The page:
Thursday, March 1, 2012

Why China will never overtake the US

China is a popular subject today. The country has been mentioned in most GOP debates, and one of the candidates – Mitt Romney – has made a point out of promising that with him as President, the 21st century will be “an american century” – ie, not a chinese one.

China certainly looks threatening. With an economy that barely slowed down during the global recession, a population of 1.3 billion and a huge military, it certainly looks like a potential challenger to the US.

It’s not.

In this post, I’m going to explain why China will never overtake the US, neither as an economic, militaristic or any other type of superpower. As a matter of fact, I’m going to argue that China is a nation in decline – it just doesn’t show yet. Here’s why:

1) Convergence.

Economic theory tells us that poor countries converge, meaning they grow faster than the rich countries until they themselves become rich. We’ve seen that happen to many countries, particularly after World War II when countries like Germany and France grew faster than the US, until they had become (approximately) as rich as the US – then the growth slowed down. If China ends up following their example, they’ll grow fast until they reach the US, but they won’t actually pass and overtake the US. As a matter of fact, if they follow Japan’s example, they might grow really fast (check), get lots of clueless analysts talk about them being the next superpower (check), get an unsustainable propery bubble (check) and then stall and go through a 10-year recession (not check yet – but probably not far away).

Now technically, how fast a country grows depends on how far away they are from their “steady state”, but we won’t get that complicated in this post. Just in general, poor countries are further away from their “steady state” than rich countries. And so, they grow faster. However, despite the media hype that these countries get from their fast growth, they never end up overtaking the US. Ever.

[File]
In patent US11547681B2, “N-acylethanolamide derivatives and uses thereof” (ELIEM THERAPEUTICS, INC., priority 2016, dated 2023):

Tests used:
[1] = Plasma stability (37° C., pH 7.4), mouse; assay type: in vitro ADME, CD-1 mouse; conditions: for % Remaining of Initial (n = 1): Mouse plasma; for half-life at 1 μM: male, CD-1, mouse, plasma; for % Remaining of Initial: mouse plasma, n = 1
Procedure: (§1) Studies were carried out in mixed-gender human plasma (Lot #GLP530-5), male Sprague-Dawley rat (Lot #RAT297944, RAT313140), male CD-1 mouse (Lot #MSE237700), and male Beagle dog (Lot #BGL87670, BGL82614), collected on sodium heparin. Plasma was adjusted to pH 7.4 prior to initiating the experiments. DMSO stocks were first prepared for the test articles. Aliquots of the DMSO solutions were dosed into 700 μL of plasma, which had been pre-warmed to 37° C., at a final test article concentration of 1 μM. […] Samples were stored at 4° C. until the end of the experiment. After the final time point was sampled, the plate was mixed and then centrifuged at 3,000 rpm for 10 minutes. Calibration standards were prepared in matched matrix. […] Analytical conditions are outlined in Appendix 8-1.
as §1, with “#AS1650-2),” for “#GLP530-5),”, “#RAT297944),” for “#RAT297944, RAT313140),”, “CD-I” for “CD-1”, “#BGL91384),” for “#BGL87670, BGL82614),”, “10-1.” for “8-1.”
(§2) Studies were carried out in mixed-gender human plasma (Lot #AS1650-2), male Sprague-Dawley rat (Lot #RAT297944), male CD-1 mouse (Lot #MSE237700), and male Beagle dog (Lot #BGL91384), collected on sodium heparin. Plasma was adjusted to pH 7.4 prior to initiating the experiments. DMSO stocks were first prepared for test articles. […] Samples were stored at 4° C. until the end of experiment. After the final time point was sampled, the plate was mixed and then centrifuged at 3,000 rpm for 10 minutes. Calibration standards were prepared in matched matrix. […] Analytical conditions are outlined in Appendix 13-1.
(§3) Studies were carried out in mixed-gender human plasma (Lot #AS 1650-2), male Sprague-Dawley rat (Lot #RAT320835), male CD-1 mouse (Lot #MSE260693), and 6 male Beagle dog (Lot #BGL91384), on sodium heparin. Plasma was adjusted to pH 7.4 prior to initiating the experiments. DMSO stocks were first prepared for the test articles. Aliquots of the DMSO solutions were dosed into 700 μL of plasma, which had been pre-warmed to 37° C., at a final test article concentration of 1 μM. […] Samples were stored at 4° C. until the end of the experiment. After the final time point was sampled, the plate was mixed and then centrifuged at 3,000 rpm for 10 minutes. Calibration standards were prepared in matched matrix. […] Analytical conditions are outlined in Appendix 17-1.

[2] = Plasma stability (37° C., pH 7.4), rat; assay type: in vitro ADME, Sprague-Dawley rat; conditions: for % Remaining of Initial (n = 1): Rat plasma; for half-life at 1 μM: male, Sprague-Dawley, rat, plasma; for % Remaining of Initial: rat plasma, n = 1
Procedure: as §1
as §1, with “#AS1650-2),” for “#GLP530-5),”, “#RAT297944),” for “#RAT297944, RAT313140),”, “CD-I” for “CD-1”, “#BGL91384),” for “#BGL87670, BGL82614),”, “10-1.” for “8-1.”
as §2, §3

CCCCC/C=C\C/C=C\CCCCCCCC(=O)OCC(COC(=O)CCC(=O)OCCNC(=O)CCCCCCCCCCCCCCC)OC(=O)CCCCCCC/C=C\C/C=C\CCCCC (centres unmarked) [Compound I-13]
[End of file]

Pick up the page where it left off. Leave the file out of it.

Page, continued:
One thing that is driving China’s growth (apart from baseless speculation, which also contributed to Japan’s growth in the 1980′s) is the high savings rate. However, as Chinese consumer’s get richer, and as they start getting credit cards and similar things that western consumers have had access to for decades, I’m quite confident that savings rate will decrease. That’s sad of course – debt is and will always be a curse – but it is none the less a very likely development.

2) The one child policy

Another big weakness of China is demographic: If you think the US population is aging, imagine what it’s like in China, where the One Child policy has been in effect for 30 years and ensured a birth rate of only slightly above 1 child per women. This means that in one generation, China’s population will be roughly half what it is today. Try become a superpower under those conditions!

But, can’t China just reverse this policy? Not really. They’ve already lost so many young people that the lack is becoming very apparent, and China is now more or less bound to have their own version of the US “social security crisis”. Even if they do reverse it, this will be very expensive as Chinese universities and schools are used to the current number of children; if parents suddenly start having 3 kids instead of 1, there will be a massive shortage of housing, schools etc. and public investment will be needed – ie, an end to China’s low-tax policies.